The Prophet did not like that a visitor should not identify himself properly. Jabir ibn Abdullah reports that he went to see the Prophet concerning a debt that his father left outstanding. “I knocked at the door, and he said: ‘Who is it?’ I said: ‘It is I.’ He said: ‘It is I. It is I.’ He sounded as though he disliked my reply.” (Related by Al-Bukhari and Muslim).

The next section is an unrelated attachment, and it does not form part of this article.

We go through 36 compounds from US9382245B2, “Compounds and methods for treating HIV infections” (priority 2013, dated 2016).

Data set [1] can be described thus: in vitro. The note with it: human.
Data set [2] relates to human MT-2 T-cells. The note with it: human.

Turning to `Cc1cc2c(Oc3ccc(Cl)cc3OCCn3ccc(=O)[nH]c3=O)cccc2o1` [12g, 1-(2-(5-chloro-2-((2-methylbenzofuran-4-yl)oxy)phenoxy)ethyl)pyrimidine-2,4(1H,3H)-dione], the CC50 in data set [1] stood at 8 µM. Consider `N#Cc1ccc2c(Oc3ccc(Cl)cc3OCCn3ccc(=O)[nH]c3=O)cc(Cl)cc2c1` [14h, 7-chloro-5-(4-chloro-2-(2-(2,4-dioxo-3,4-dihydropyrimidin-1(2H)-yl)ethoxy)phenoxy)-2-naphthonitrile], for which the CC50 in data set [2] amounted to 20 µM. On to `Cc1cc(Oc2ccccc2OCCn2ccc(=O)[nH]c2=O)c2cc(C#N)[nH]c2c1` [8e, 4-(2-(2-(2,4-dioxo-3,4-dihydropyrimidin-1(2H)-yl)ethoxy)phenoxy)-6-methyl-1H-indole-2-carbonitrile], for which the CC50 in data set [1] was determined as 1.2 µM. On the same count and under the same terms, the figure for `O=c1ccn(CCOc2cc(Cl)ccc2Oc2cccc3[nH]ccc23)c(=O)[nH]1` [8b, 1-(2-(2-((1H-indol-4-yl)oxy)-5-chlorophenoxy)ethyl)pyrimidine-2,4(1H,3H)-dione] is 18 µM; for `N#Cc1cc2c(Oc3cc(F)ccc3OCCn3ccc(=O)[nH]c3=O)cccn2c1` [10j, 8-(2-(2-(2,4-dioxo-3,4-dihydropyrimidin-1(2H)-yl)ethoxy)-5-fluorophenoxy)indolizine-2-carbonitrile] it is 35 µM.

In this instance, Jabir does not mention his name, trusting that the Prophet would recognize his voice. But this is not easy all the time. A person may think that his voice is easily recognizable, but the other person may be busy, attended by some people or there may be some background noise around him. All these situations, and others too, may interfere with his attention and he may not recognize the person on the other side of the door. Hence, the Prophet’s answer was to repeat Jabir’s reply, implying that he did not like that answer. It is far better to announce oneself by name.